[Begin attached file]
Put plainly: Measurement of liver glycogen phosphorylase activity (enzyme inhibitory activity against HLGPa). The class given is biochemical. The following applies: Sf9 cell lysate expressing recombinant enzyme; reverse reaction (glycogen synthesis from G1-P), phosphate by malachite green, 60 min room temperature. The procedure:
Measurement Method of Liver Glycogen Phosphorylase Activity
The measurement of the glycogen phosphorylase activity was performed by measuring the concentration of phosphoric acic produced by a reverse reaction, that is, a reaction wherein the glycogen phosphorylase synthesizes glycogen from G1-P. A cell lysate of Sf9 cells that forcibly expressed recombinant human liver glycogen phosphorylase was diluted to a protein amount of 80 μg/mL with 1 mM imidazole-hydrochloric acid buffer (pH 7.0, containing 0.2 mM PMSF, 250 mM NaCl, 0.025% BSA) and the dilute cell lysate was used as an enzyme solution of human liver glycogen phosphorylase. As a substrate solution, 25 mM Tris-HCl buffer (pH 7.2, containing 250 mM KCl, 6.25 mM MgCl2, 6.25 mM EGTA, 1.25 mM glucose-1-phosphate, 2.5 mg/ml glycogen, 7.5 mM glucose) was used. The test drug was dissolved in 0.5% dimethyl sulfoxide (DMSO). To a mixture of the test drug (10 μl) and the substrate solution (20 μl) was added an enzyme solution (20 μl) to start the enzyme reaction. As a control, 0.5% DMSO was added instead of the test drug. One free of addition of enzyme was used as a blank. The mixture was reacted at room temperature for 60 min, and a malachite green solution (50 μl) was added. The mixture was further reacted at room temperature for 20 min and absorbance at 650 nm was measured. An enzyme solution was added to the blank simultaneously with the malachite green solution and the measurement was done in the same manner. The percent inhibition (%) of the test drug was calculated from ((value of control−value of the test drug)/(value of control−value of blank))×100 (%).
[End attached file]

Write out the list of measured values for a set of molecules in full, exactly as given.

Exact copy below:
Put plainly: Measurement of liver glycogen phosphorylase activity (enzyme inhibitory activity against HLGPa). The class given is biochemical. The following applies: Sf9 cell lysate expressing recombinant enzyme; reverse reaction (glycogen synthesis from G1-P), phosphate by malachite green, 60 min room temperature. The procedure:
Measurement Method of Liver Glycogen Phosphorylase Activity
The measurement of the glycogen phosphorylase activity was performed by measuring the concentration of phosphoric acic produced by a reverse reaction, that is, a reaction wherein the glycogen phosphorylase synthesizes glycogen from G1-P. A cell lysate of Sf9 cells that forcibly expressed recombinant human liver glycogen phosphorylase was diluted to a protein amount of 80 μg/mL with 1 mM imidazole-hydrochloric acid buffer (pH 7.0, containing 0.2 mM PMSF, 250 mM NaCl, 0.025% BSA) and the dilute cell lysate was used as an enzyme solution of human liver glycogen phosphorylase. As a substrate solution, 25 mM Tris-HCl buffer (pH 7.2, containing 250 mM KCl, 6.25 mM MgCl2, 6.25 mM EGTA, 1.25 mM glucose-1-phosphate, 2.5 mg/ml glycogen, 7.5 mM glucose) was used. The test drug was dissolved in 0.5% dimethyl sulfoxide (DMSO). To a mixture of the test drug (10 μl) and the substrate solution (20 μl) was added an enzyme solution (20 μl) to start the enzyme reaction. As a control, 0.5% DMSO was added instead of the test drug. One free of addition of enzyme was used as a blank. The mixture was reacted at room temperature for 60 min, and a malachite green solution (50 μl) was added. The mixture was further reacted at room temperature for 20 min and absorbance at 650 nm was measured. An enzyme solution was added to the blank simultaneously with the malachite green solution and the measurement was done in the same manner. The percent inhibition (%) of the test drug was calculated from ((value of control−value of the test drug)/(value of control−value of blank))×100 (%).